In this article, I’ll discuss an innovative way to track email open rate using Amazon CloudFront. Well, the basic mechanism is really just pixel tracking. CloudFront provides detailed access log that’s dumped directly into S3. Hence, we can host the pixel in CloudFront, put the pixel in the email (plus any optional HTTP params that you want to track) and be able to track how many times that pixel is loaded, and finally track open count plus a bunch of other information including demographic, most active timeframe, etc.

Here are the steps:

  1. Create an S3 bucket if you don’t have one to store the pixel. In this case, I’ve put the pixel under s3n://plum-mms/images/1.gif. Feel free to borrow the pixel here. It’s just a 1×1 transparent gif. Also, make sure that bucket has the appropriate permission, i.e. Everyone → Open / Download.

  2. Create another S3 bucket for logs. In our case, we’ve created a bucket named plum-mms-logs.

  3. Configure a CloudFront distribution using the S3 bucket you created in step 1. Make sure you have the following configured when creating:

    Logging
    On. This tells CloudFront to enable logging.
    Cookie Logging
    Off. We don’t really need that information.
    Log Bucket
    This tells CloudFront where to dump the access log. In my case, I selected plum-mms-logs.s3.amazonaws.com which corresponds to the bucket I created in step 2.
  4. Capture the domain name associated with your new CloudFront distribution. In our case, it’s d2x9v85k2ohcuy.cloudfront.net. You can test that http://d2x9v85k2ohcuy.cloudfront.net/images/1.gif returns the GIF file in a browser.

  5. Insert the pixel in your email template. We want to capture who has opened an email, so we’ve included the subscriber ID, as well as the email category as GET parameters. Here’s a bit of Ruby code to generate the pixel:

    
    pixel_tracking_url = nil
    if subscriber && category
      pixel_tracking_url = "http://d2x9v85k2ohcuy.cloudfront.net/images/1.gif?sid=#{subscriber.id}&category=#{category}"
    end
    
    
  6. And in your email template (.erb file), you can add the code anywhere in the email:

    
    <% if @pixel_tracking_url %>
      <img src="<%= @pixel_tracking_url%>" width="1" height="1" alt=""/>
    <% end %>
    
    

Now we are ready to roll! You can send the email to a few test email accounts, and see if you are getting the logs. It usually takes a few hours for CloudFront to push the log files out to your logging bucket.

HOWTO: Deploy a fault tolerant Django app on AWS – Part 2: Moving static and media files to S3

In the last article, I discussed our attempt to remove points of failure in our infrastructure, and increase redundancy. We moved our single database instance running locally to RDS where fault tolerance is built-in through their multi-zone offering.

In this article, I’ll continue this journey by moving our Django static and media files from local file system to S3. Static files are files in the [app]/static folder where typically Javascript, CSS, static images and 3rd party Javascript libraries are stored. Media files that are user generated, through the use of FileField and ImageField in Django model, e.g. profile picture of a user, or a photo of an item. By default, when you created a Django application using the standard “django-admin.py startproject”, all the media files are stored in the [app]/media folder and static files in the [app]/static folders. The locations are controlled by the following parameters in settings.py:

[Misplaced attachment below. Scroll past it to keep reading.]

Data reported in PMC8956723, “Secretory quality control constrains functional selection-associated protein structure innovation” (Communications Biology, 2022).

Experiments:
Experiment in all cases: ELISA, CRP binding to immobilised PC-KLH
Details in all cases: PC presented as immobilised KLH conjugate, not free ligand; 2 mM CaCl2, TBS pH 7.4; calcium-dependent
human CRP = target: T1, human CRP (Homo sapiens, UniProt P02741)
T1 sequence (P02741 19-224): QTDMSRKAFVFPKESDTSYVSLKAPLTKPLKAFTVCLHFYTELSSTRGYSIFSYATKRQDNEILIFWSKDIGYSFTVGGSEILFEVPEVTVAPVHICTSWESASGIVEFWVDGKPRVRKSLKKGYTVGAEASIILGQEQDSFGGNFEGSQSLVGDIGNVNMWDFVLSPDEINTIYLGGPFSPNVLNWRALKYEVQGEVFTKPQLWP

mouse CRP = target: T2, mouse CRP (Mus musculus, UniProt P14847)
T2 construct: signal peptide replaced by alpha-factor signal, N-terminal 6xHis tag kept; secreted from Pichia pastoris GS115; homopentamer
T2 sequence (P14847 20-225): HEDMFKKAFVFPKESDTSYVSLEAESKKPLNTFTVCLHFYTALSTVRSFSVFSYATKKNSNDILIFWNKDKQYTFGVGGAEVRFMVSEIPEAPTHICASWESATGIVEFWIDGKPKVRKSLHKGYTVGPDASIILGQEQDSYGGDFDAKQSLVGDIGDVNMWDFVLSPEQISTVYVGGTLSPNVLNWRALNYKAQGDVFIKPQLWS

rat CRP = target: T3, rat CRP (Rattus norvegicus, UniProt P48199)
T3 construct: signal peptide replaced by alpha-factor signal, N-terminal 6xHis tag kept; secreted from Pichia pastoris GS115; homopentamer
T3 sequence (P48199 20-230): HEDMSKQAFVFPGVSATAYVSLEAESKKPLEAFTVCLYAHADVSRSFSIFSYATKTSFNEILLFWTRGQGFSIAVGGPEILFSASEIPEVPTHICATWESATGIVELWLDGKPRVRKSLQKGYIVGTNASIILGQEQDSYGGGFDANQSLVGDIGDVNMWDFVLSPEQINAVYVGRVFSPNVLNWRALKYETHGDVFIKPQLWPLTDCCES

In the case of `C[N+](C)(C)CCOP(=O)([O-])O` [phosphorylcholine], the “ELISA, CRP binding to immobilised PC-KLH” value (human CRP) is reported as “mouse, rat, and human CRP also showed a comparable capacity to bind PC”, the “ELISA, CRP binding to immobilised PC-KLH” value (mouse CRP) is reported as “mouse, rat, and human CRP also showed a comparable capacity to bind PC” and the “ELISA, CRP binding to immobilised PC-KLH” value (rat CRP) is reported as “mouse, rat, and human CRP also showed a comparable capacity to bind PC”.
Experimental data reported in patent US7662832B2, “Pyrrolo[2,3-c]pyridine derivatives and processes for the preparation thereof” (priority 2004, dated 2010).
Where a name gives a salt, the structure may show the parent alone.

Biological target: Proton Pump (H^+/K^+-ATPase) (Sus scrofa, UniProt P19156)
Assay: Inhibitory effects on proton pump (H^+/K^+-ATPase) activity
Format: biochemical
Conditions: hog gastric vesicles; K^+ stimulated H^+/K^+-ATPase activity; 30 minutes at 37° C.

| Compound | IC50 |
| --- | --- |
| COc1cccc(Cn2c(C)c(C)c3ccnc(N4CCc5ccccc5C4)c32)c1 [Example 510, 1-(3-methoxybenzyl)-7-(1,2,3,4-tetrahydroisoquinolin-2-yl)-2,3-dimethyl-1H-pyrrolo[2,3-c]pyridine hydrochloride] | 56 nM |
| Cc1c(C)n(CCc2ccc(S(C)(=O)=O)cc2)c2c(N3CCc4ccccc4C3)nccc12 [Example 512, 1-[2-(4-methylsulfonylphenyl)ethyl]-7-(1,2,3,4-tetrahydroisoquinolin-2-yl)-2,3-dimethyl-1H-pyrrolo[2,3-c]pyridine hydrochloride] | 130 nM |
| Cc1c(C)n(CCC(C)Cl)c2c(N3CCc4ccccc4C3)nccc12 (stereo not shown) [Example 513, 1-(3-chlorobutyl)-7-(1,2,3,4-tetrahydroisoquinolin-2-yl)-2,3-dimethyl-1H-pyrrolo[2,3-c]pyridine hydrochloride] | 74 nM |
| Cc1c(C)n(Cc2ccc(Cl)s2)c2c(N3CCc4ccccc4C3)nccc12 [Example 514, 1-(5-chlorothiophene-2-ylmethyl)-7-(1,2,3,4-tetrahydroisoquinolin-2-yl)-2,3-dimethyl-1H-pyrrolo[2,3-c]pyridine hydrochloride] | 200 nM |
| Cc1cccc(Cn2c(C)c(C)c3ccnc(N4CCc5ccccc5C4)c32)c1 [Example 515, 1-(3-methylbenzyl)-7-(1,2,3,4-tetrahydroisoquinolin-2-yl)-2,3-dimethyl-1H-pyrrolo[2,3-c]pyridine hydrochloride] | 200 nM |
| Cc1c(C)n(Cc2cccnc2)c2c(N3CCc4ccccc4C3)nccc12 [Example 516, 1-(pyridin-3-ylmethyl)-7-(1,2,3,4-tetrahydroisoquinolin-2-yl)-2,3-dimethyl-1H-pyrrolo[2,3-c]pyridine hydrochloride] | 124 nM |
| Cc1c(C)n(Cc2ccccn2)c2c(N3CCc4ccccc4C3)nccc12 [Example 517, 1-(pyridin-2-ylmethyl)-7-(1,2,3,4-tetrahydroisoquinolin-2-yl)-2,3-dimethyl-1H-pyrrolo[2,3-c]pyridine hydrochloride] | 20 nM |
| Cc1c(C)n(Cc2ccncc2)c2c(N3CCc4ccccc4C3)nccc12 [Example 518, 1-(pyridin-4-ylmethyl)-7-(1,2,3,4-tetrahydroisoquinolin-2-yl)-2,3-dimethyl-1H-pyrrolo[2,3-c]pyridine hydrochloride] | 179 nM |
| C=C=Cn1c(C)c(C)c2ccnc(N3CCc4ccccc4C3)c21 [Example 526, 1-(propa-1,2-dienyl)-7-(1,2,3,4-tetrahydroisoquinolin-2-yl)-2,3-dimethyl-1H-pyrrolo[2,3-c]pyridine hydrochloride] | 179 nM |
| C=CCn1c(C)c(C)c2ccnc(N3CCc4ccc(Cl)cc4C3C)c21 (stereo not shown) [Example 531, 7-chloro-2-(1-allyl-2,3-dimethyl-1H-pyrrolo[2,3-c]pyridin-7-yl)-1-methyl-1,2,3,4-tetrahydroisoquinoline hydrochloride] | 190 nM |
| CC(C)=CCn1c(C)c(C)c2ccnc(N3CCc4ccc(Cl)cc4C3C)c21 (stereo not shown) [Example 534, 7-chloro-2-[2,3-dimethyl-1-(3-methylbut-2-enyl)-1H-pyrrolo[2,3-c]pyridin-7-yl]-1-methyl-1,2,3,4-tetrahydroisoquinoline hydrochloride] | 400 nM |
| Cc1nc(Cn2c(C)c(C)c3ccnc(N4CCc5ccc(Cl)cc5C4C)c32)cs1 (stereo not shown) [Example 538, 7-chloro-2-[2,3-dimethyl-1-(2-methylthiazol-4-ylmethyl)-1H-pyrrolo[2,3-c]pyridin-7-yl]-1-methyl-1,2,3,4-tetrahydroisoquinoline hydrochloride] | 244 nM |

# Absolute filesystem path to the directory that will hold user-uploaded files.
# Example: "/home/media/media.lawrence.com/media/"
MEDIA_ROOT = ''

# URL that handles the media served from MEDIA_ROOT. Make sure to use a
# trailing slash.
# Examples: "http://media.lawrence.com/media/", "http://example.com/media/"
MEDIA_URL = ''

# Absolute path to the directory static files should be collected to.
# Don't put anything in this directory yourself; store your static files
# in apps' "static/" subdirectories and in STATICFILES_DIRS.
# Example: "/home/media/media.lawrence.com/static/"
STATIC_ROOT = ''

# URL prefix for static files.
# Example: "http://media.lawrence.com/static/"
STATIC_URL = '/static/'

So, why do we need to move these files out of the EC2 local file system? It’s a pre-requisite to spinning up multiple EC2 instances that host the Django application. Specifically, we can’t have media files sitting in two locations. For example, when a user updates his or her profile picture, the POST request goes to one server and hence the new image would be stored in that server’s local file system, which is bad because the other app server won’t have access to it (unless you setup some shared folder between the instances – which is what’s typically done before Jeff Bezos gave us S3). By moving the static and media files to S3, both servers will be using the same S3 end-points to store and retrieve these files. Another HUGE plus is that the web servers (apache or nginx) don’t have to handle these static file requests anymore, and the disk and network load on the web servers will be drastically reduced.

Enough talking. First thing’s first. We need to download and install django-storages and boto.